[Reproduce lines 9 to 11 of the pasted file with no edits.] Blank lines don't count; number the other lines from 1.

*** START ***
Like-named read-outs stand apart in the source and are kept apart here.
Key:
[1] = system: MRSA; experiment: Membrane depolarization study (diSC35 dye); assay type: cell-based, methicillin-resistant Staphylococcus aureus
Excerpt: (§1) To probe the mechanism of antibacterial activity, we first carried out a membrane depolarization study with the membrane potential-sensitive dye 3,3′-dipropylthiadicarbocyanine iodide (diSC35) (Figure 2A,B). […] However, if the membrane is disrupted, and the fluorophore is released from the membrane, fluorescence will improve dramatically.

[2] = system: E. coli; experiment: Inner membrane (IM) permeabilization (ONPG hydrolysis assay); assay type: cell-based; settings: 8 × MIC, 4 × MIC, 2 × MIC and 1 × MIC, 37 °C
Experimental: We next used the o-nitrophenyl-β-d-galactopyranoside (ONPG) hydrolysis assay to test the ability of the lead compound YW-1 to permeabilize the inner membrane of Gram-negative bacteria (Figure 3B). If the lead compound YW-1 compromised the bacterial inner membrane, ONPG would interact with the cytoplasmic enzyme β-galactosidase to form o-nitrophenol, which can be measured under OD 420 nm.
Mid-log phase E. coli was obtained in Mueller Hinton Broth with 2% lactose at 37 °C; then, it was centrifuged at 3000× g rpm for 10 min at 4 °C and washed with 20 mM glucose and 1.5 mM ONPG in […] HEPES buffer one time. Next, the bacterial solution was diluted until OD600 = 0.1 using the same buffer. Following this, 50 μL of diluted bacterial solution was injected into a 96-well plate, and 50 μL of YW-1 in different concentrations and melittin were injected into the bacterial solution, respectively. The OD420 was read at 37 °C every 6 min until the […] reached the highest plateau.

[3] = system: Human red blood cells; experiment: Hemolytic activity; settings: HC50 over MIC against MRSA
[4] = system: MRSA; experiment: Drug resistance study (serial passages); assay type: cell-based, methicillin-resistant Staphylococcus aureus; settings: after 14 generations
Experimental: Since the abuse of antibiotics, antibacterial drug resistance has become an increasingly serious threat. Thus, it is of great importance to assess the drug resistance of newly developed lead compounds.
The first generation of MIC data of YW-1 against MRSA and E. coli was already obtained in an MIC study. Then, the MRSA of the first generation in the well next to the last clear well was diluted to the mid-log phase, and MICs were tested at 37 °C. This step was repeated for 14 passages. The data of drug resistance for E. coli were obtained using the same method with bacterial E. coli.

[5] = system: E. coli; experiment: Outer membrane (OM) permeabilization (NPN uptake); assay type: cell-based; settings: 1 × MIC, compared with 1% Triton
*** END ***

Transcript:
[4] = system: MRSA; experiment: Drug resistance study (serial passages); assay type: cell-based, methicillin-resistant Staphylococcus aureus; settings: after 14 generations
Experimental: Since the abuse of antibiotics, antibacterial drug resistance has become an increasingly serious threat. Thus, it is of great importance to assess the drug resistance of newly developed lead compounds.
The first generation of MIC data of YW-1 against MRSA and E. coli was already obtained in an MIC study. Then, the MRSA of the first generation in the well next to the last clear well was diluted to the mid-log phase, and MICs were tested at 37 °C. This step was repeated for 14 passages. The data of drug resistance for E. coli were obtained using the same method with bacterial E. coli.